To say that today, 9 days into the Rein of Musk at Twitter things look bleak would be the understatement of the millennium.

Why I care?

I ought to not give a damn. I don’t make my living on Twitter. I have a modest account (1500 people I follow, about half that number follow me), and I like the product management community there, I have been interacting with it since I discovered it in 2009 (in 2016, I deleted my account and restarted to cleanse some early tweets that had come to haunt me) and have made a group of peers that I genuinely enjoy interacting with.

For this newsletter, which began as a blog when I made an attempt to go consultant between gigs (turns out that to be a consultant, not only do you need chops, but you need to always be selling yourself to find the next contract, and I hated that) it is how you, my subscribers have found me, and liked it enough to smash that subscribe button.

But, while I figured that Musk would take a couple months before trying to make great changes to the platform, and then to take measured bets, giving them time to either work or be discarded, he seems hell bent on trying to turn it around overnight, and in just 8 days, I think that I may just pull the plug on Twitter.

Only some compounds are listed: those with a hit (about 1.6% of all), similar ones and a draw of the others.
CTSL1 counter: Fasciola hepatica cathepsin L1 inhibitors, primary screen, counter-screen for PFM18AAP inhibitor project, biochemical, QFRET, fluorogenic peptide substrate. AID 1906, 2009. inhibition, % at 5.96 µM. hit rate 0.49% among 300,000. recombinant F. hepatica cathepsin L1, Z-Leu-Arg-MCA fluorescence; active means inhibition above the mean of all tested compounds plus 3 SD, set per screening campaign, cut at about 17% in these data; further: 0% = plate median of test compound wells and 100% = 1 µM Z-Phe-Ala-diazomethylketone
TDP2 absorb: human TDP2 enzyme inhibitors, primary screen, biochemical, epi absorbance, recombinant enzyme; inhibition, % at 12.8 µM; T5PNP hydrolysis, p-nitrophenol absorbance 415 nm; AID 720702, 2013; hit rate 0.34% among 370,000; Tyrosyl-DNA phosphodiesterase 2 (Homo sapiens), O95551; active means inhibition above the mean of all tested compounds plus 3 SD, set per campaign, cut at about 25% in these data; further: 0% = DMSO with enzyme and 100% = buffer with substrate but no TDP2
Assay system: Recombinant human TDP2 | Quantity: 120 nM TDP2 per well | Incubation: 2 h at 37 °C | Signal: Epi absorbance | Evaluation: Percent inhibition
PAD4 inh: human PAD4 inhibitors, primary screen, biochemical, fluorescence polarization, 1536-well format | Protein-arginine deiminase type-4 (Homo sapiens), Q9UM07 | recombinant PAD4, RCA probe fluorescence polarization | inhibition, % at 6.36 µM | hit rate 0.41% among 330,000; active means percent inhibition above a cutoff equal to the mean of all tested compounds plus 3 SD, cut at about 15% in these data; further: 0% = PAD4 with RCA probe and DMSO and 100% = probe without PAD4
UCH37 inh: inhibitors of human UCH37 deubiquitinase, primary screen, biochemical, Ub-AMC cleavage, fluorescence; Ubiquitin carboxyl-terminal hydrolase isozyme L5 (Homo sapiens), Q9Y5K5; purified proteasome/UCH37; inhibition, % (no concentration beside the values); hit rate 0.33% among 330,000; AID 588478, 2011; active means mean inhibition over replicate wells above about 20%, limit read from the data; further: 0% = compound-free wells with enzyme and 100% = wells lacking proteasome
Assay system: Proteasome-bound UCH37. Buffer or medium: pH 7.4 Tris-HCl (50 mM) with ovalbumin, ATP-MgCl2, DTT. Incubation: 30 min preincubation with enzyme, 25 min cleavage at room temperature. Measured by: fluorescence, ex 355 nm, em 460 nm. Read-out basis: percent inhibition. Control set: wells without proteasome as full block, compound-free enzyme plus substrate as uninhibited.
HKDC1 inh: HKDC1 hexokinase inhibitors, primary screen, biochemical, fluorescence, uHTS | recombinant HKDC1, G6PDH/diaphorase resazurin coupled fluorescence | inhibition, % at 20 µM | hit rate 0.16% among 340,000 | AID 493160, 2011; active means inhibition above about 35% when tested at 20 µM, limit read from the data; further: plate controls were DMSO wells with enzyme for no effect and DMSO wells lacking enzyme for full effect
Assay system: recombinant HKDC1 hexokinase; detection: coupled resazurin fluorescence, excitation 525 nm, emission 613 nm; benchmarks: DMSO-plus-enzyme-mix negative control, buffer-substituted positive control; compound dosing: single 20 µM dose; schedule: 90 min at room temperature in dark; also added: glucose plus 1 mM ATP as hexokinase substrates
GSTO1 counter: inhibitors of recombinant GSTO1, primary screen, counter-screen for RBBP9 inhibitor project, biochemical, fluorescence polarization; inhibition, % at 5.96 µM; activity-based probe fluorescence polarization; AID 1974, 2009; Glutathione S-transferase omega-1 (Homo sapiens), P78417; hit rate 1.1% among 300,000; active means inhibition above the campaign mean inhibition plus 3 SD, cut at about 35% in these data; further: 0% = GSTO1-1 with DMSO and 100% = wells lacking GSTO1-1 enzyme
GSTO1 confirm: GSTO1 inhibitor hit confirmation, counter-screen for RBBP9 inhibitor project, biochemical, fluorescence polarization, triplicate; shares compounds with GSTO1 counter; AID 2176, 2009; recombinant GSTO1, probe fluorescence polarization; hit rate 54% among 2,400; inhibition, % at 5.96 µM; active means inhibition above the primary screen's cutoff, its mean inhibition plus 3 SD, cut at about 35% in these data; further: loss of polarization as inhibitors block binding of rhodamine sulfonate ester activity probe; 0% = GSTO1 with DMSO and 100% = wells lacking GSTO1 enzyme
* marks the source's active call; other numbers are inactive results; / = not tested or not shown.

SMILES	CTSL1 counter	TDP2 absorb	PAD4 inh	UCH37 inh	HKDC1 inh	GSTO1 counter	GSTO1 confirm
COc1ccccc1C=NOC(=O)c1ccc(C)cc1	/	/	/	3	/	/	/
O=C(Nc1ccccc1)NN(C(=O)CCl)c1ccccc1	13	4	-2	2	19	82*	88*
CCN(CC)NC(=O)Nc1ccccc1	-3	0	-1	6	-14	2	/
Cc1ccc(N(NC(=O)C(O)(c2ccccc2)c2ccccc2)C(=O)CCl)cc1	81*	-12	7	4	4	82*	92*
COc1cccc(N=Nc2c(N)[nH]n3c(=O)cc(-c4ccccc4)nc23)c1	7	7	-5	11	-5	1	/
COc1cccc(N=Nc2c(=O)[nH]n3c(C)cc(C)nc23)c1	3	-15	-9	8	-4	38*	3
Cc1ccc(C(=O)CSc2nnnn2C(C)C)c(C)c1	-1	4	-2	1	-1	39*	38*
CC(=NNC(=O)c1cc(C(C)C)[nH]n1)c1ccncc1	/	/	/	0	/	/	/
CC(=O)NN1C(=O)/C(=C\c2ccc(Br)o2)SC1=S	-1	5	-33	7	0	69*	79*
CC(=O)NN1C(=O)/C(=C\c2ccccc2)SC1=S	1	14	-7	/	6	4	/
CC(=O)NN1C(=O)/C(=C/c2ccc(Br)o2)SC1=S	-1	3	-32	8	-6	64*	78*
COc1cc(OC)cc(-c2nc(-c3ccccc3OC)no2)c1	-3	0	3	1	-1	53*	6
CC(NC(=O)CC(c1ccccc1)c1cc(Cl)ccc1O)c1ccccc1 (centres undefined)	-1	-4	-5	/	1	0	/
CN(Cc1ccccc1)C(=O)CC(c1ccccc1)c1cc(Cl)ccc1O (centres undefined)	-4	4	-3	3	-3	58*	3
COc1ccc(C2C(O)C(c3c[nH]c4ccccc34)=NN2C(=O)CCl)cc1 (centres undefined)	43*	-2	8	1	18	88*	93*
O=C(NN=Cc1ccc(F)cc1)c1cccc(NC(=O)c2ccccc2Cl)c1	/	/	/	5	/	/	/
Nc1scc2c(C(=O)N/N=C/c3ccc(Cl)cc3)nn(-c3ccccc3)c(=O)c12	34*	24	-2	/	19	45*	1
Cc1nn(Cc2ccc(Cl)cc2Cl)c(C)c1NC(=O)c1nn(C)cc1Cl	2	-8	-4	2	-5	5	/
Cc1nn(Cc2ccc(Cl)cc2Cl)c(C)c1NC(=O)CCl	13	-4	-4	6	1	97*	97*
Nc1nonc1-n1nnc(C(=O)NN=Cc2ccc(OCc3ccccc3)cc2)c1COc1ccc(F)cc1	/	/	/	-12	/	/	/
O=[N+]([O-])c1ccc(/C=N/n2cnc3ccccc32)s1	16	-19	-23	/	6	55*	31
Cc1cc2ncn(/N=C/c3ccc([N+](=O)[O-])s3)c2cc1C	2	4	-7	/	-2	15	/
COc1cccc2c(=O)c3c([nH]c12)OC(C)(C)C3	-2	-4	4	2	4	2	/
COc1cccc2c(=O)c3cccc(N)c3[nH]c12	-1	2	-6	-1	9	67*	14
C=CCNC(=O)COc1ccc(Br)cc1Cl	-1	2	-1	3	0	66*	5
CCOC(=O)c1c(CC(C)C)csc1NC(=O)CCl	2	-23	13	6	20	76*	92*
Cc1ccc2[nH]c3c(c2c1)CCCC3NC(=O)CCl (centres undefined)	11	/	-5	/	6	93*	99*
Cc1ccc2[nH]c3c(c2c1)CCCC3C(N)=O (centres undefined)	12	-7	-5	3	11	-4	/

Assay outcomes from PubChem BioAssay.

I will probably not delete my account. My posts will likely still be automatically become tweets, but what Twitter was to me, is soon to be so toxic, so painful to use, so turmoil laden that I may just delete the app from my phone, and I will add the

lines to my hosts file(s) and thus I will never visit Twitter again.

In a way, this is for the best. I probably waste an hour a day scrolling through my timeline, interacting with my music and product management follows.

I am on Mastodon, but that service is just not Twitter, and I suspect that it will never be a true replacement for what I loved about Twitter.

The end of an era.

If you’ve read this far, and are not a subscriber, why not whack that Subscribe button below. It’s free, and since I am less likely to waste time on Twitter going forward, I will be writing about product management more frequently, sharing what I have learned from a long career in the field.